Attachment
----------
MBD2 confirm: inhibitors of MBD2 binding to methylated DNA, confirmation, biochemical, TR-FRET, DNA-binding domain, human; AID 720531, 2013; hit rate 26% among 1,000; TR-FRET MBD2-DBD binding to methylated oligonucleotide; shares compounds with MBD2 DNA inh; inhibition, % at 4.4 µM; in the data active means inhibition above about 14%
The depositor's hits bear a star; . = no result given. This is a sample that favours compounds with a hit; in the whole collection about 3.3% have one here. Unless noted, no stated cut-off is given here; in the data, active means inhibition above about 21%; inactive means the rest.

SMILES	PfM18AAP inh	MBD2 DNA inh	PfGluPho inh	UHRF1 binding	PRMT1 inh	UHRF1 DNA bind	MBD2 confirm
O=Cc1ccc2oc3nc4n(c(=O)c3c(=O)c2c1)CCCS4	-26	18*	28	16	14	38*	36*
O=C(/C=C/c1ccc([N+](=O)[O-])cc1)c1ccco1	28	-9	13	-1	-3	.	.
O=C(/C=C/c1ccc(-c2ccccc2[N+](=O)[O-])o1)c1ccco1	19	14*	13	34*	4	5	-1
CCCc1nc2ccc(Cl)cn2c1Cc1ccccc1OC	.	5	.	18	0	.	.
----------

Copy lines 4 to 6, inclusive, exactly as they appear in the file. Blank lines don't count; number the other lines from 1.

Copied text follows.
O=Cc1ccc2oc3nc4n(c(=O)c3c(=O)c2c1)CCCS4	-26	18*	28	16	14	38*	36*
O=C(/C=C/c1ccc([N+](=O)[O-])cc1)c1ccco1	28	-9	13	-1	-3	.	.
O=C(/C=C/c1ccc(-c2ccccc2[N+](=O)[O-])o1)c1ccco1	19	14*	13	34*	4	5	-1